Thursday, July 14, 2011


When taking landscape pictures, setting the aperture to a small number (i.e. large f/ number) helps focus everything in the scene. Probably with aperture around 15 or above. While a large aperture (small f/ number) will blur out the background. Well, that is the way I have been taking pictures.

Landscape = f/large
Details = f/small

I do lots of experiment with the aperture when it comes to taking landscape pictures. For an amateur photographer like me, it can be hard to tell the difference whether the picture was taken with large or small aperture. But here are a couple of examples why aperture may matter.


f/18, 1/25, ISO 400


f/4.5, 1/320, ISO 400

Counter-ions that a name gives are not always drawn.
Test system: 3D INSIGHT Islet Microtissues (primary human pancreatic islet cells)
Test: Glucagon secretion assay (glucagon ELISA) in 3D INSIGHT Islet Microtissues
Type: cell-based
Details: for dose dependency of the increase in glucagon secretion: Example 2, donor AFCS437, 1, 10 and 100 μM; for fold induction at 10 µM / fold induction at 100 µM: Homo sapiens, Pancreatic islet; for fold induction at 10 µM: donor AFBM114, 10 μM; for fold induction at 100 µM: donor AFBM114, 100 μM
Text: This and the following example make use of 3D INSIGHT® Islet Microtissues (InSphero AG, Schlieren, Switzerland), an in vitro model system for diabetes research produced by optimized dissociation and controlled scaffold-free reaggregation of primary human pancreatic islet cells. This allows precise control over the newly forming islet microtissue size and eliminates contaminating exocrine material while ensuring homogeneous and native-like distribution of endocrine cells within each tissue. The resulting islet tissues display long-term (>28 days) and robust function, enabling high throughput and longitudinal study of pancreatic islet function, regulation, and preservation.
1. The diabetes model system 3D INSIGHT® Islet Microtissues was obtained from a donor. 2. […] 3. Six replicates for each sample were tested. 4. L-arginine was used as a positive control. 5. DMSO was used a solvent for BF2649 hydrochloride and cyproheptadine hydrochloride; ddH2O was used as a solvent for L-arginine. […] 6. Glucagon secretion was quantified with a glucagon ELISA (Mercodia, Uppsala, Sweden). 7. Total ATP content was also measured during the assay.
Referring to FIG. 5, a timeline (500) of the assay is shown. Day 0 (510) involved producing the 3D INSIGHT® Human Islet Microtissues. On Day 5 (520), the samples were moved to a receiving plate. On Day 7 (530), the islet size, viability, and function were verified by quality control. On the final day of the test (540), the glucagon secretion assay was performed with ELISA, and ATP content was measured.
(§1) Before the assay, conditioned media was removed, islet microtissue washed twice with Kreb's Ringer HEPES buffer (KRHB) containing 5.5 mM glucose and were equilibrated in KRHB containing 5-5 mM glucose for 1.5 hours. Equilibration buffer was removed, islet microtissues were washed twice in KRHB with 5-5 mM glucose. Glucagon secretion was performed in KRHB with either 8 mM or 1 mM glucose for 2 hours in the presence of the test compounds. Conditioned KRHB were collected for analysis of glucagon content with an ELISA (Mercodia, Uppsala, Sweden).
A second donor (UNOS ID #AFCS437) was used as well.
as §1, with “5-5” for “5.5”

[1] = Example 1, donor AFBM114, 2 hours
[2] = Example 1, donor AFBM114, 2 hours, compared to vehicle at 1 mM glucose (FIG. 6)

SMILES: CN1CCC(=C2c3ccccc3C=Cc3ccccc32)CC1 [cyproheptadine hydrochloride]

Noticed how the f/4.5 picture looks more "washed-out" than the first one? Also the color and details on the rocks are more distinct on the first picture.


f/5, 1/800, ISO 400


f/22, 1/40, ISO 400

On the other hand, with f/small, the larger lens opening = more light enters in. In this situation f/5 allowed more light and hence made the picture look brighter than f/22. A small aperture (f/large) is more ideal for sunny days. Again, photography is a balance. Keeping up with all the photography terminology is already hard, needless to say remembering what number to use and when to use. So back to my old saying, practice, practice, practice!

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